Influence on Usama bin Ladin

During the decade of the 1990s, the impact of al-Awda’s ideas was felt beyond Saudi Arabia in one particularly important way: his influence on Usama bin Ladin. Bin Ladin adopted al-Awda’s criticism of Saudi government corruption and pandering to the United States, and his critique of the establishment ulama, whom he saw as servile to the interests of the regime. He was especially energized by al-Awda’s criticism of Grand Mufti bin Baz for his 1990 fatwa legitimizing Saudi Arabia’s invitation to the United States to defend the kingdom. Bin Ladin was also influenced by al-Awda and his fellow Sahwa shaykh Safar al-Hawali in their concern about secular ideologies and cultural pollution coming from the west.

Bin Ladin acknowledges the influence of the two shaykhs in his 1997 interview with journalist Peter Arnett, in which bin Ladin states that their imprisonment compelled him to step into their place in order to fulfill the Islamic obligation of “commanding the good and forbidding the wrong.” He would do this, bin Ladin says, by issuing critical declarations directed against the Saudi government. In this same interview, he repeats al-Awda’s denunciation of the West’s double standards in claiming support for human rights while intervening militarily in Muslim countries, and also takes up al-Awda’s assertion of the legitimacy of jihad, in that Muslims who are under assault are entitled to defend themselves. Bin Ladin’s remedy in advocating suicide bombing, however, was his own.

Al-Awda was compelled as a condition of his release from prison in 1999 to moderate his public speaking, or refrain from speaking at all. Having chosen the former, his output is now in the service of the state, a role that has taken shape in part because of fallout from the 11 September 2001 attacks in the United States. After the attacks, in the view of Saudi liberals and establishment ulama, the whole Sahwa movement was under suspicion, not for involvement in the attacks themselves but for having encouraged the kind of jihadist thinking that condones violence as a remedy for political grievance. At the same time, the Saudi regime and its Wahhabi religious establishment came under harsh criticism by the United States, accused of incubating a culture of terrorism through its schools and da’wa (missionary) programs. Sahwa shaykhs were as determined to prove to the regime their innocence of complicity in acts of violence as the regime was determined to prove its innocence to the rest of the world. In this context al-Awda, a figure of exceptional prominence in the Sahwa movement, was able to serve both his own and the government’s interests by denouncing jihadists while also inviting them to be rehabilitated under the tutelage of the regime.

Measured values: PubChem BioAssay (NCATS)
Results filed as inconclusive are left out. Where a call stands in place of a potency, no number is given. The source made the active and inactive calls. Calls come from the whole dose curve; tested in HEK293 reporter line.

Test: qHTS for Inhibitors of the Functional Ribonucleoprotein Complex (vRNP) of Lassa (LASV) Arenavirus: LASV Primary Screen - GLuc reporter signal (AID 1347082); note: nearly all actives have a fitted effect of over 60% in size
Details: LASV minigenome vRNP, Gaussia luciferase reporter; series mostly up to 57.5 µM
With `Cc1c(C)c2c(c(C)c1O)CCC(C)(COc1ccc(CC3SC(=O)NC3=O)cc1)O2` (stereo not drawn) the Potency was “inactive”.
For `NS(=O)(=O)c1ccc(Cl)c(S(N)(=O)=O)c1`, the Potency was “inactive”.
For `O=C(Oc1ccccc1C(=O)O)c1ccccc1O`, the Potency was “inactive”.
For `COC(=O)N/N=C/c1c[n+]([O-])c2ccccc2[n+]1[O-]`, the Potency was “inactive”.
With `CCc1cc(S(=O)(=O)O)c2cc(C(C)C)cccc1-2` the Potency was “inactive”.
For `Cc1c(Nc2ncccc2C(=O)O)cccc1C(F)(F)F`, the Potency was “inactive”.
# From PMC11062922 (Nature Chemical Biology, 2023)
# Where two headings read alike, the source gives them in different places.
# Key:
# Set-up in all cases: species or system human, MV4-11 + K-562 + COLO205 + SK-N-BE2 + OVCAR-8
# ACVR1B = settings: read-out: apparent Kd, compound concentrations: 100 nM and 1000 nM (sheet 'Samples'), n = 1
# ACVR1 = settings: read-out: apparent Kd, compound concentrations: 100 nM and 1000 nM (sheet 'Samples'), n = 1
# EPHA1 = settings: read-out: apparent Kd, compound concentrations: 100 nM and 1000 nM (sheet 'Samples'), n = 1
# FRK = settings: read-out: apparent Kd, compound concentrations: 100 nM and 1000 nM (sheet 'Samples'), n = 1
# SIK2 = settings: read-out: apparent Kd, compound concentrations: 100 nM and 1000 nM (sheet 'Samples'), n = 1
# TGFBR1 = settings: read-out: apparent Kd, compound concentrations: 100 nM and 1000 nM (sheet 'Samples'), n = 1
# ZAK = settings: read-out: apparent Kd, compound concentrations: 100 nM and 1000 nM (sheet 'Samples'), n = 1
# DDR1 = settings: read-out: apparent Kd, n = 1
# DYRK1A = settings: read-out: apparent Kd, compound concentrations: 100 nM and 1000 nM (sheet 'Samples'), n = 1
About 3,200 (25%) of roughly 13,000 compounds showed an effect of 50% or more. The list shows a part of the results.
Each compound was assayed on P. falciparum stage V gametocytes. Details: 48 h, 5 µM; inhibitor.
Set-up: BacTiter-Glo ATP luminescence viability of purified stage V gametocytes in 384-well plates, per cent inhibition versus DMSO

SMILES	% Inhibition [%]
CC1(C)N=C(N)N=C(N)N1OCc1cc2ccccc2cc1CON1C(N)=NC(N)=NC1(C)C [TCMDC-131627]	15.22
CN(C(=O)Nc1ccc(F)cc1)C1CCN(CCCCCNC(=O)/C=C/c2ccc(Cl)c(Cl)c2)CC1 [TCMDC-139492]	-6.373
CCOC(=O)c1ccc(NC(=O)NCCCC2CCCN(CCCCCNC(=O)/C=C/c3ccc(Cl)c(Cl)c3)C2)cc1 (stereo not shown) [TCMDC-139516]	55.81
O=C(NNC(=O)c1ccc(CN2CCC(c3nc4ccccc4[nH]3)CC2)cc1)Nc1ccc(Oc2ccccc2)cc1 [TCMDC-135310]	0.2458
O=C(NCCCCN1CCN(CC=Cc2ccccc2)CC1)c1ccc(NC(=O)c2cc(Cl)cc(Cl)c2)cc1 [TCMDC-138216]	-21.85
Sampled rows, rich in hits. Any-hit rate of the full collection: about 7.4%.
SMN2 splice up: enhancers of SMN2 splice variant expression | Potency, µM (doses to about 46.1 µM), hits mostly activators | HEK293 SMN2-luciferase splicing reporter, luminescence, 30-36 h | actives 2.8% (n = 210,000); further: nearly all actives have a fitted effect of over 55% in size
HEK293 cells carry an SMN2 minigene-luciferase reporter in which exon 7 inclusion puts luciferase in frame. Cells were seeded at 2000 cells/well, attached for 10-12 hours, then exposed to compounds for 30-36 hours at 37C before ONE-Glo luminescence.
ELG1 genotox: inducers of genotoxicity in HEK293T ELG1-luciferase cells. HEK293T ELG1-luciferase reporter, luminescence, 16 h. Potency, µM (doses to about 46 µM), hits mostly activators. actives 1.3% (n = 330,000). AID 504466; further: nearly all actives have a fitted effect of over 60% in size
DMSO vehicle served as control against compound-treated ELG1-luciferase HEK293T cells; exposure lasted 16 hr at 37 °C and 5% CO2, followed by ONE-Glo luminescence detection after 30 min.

Operating under the government’s umbrella, al-Awda’s voice has been amplified through a weekly television program and the Internet. He takes full advantage of the globalized media he once condemned as the conduit for cultural pollution, and he is well aware of the irony. “At one time,” he writes on his website, Islam Today (Islamtoday.com), “our discussions surrounding mass media amounted to nothing more than condemning it and warning against it. This proved to be of no benefit, nor did it repel any harm.” His goal in setting up his Internet site is “to serve our faith, defend it, and call to it,… and the Internet, with its immense, global potential … must be employed to its maximum potential.” Islam Today is a sophisticated and expensive project, funded by Saudi donations, with pages in four languages—Arabic, English, French and Chinese—each section designed to appeal to a particular audience, and each reflecting the remade image of Islam that the Saudi government is promoting.